Andrew Entwistle, Partner and Head of Valuations, delves into the world of rent reviews, looking at what could change in this time of uncertainty.
Without mentioning the dreaded “B” word, it’s evident that uncertainty is more prevalent in farming than it has been for many years. It’s some time since agricultural rents have actually been reduced at formal rent reviews and the prospect of formal rent reductions now seem to be less distant than before.
There are two main types of tenancy for letting agricultural land. Theses tenancies are known as the “old style” Agricultural Holdings Act tenancies (AHA 86), and any tenancies created after the 1st September 1995; they are known as Farm Business Tenancies (FBTs) under the Agricultural Tenancies Act 1995 (ATA 1995). Both Acts allow rents to be increased or decreased.
The AHA 86 statute prescribes that a rent is based on a number of factors; the terms of the tenancy, character and situation, productive capacity and related earning capacity, as well as current level of rents for comparable lettings. These factors are known as the ‘rent formula’. Clearly, the key elements of productive capacity and related earning capacity in a potential world with reduced subsidies and increase export tariffs could lead to a reduction in rent.
When FBT’s were brought in, they offered more freedom of contract between Landlords and Tenants on the terms of the tenancy, but with some statutory safeguards. For example, an FBT agreement generally cannot prescribe that a rent can be reviewed upwards only. Usually, once a rent is fixed under a AHA 86 or FBT, there cannot be any rent reviews for another three years.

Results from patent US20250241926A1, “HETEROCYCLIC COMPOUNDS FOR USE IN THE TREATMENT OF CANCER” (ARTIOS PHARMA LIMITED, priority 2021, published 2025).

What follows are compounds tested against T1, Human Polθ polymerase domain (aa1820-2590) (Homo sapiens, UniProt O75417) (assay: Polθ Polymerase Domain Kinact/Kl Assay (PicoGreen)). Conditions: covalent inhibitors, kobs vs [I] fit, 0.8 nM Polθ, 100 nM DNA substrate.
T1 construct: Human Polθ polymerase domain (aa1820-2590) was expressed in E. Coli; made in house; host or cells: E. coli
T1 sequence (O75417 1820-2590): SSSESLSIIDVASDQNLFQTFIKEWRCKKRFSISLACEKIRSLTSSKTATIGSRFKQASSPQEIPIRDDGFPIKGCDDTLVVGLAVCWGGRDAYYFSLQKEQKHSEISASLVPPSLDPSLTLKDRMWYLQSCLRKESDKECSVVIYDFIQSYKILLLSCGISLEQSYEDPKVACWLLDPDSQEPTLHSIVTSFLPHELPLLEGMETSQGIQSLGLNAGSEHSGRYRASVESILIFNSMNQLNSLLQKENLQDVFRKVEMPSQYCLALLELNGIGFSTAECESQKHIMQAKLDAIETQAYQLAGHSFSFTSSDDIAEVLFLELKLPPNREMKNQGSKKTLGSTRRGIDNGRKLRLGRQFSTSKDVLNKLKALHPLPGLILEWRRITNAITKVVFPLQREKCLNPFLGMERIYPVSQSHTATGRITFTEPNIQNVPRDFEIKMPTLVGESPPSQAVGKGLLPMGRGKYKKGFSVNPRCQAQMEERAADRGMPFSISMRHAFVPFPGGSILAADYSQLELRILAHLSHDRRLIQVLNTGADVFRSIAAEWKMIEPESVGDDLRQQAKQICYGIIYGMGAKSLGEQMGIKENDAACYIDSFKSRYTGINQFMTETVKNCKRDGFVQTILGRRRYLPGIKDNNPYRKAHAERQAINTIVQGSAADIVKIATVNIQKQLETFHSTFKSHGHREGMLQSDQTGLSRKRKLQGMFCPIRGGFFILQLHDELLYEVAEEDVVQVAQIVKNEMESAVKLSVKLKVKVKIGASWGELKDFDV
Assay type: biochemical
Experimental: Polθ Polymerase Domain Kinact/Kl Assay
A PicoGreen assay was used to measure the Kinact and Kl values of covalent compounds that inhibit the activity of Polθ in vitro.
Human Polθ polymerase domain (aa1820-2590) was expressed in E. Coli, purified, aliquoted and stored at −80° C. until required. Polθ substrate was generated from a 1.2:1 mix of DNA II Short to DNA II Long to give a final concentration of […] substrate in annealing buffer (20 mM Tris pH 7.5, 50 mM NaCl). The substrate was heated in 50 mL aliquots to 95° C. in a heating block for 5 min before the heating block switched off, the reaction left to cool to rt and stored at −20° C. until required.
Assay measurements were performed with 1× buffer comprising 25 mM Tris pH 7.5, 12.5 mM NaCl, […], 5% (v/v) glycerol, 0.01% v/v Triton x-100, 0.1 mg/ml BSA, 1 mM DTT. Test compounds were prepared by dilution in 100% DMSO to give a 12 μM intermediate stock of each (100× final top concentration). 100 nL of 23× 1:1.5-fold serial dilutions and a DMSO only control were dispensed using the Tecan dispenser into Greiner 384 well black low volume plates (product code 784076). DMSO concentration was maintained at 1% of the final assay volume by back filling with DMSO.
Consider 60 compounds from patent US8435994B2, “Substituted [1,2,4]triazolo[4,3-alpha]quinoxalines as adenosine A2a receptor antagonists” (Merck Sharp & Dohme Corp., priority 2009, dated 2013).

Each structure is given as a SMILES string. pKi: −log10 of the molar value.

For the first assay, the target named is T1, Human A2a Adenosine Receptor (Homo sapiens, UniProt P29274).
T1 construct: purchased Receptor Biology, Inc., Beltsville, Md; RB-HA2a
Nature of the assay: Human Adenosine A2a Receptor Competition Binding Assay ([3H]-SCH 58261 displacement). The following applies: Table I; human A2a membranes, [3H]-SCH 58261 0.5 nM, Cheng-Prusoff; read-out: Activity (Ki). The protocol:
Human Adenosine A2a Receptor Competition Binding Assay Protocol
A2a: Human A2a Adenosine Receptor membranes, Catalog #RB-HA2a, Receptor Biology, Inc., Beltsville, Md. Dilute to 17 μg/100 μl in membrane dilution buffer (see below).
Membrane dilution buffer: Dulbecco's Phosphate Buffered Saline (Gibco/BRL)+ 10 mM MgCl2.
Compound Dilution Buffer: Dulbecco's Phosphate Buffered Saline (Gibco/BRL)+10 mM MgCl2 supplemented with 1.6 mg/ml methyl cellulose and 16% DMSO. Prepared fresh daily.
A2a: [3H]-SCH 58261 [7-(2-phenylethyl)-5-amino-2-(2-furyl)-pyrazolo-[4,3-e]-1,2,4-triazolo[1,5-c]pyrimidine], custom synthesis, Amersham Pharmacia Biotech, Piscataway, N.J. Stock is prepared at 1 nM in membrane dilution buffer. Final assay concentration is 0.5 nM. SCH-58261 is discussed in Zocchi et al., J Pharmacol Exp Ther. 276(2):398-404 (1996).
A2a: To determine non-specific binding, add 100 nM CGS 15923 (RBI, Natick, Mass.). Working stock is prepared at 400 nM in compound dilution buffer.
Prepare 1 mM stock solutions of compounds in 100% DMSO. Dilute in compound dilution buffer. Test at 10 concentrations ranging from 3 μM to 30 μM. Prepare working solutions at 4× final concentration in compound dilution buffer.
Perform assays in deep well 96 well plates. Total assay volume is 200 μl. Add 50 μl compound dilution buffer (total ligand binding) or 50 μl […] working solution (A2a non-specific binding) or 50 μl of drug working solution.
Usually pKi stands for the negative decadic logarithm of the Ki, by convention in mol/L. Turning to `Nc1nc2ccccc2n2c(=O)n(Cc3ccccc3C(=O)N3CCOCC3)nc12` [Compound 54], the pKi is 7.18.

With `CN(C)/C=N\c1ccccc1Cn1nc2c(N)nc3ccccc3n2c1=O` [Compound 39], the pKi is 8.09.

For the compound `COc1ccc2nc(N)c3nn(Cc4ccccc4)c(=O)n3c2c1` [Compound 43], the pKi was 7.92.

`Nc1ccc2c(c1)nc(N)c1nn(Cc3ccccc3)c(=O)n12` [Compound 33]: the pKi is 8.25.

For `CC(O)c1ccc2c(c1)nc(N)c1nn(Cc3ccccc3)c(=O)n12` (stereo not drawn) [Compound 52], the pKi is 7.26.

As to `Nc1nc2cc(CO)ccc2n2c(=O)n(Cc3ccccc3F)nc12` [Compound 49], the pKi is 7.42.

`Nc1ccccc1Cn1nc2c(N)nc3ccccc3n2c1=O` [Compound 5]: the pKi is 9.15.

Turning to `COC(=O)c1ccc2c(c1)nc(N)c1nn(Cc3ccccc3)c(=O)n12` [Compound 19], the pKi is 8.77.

So, in a period of extreme uncertainty, what could change? Certainly the rent review process may become much more tactical. Perhaps issuing a rent review notice a year in advance may become less common, which may result in a last minute horse deal before the matter has to be referred to arbitration (which was prevalently a landlord activity). Once a notice (by either a landlord or tenant) has been issued, either party can instigate a rent review. Some landlords that have already served notices may be agreeing rent “stand ons” to secure rental certainty for the next three years. Others may be sitting quietly ‘on the fence’ in the hope that the tenant may not propose a new rent figure or renewing the rent review notice at the last minute.
In formulating strategies for rent reviews, the first item to look at is the term date within the tenancy. This dictates the timescale for serving notices and forward planning is essential. However, it still does not get around the fact that in most cases you a dealing with a set of circumstances a year in advance. With this period of extreme uncertainty on the horizon it is difficult to predict what the rent climate will be.
However, there are opportunities to mitigate the uncertainty. Landlord and tenants often forget rent reviews can be carried out by agreement at any time, outside the statutory time frame, if it suits the parties. Accordingly, there may be an opportunity to perhaps fix a rent for something in return such as a succession or some capital investment, however, anything that is agreed must be considered in terms of the statutory background to make sure it is not annulled or creates unintended consequences.
The last downward rent review trend happened around the 1980’s where decreases were tenant led; it’s not inconceivable that this trend could reoccur, but a trend of increasing rent cannot be ruled out either. In the interim, opportunities remain for both Landlords and Tenants to make arrangements between themselves to make their businesses and income more resilient to any change in the future.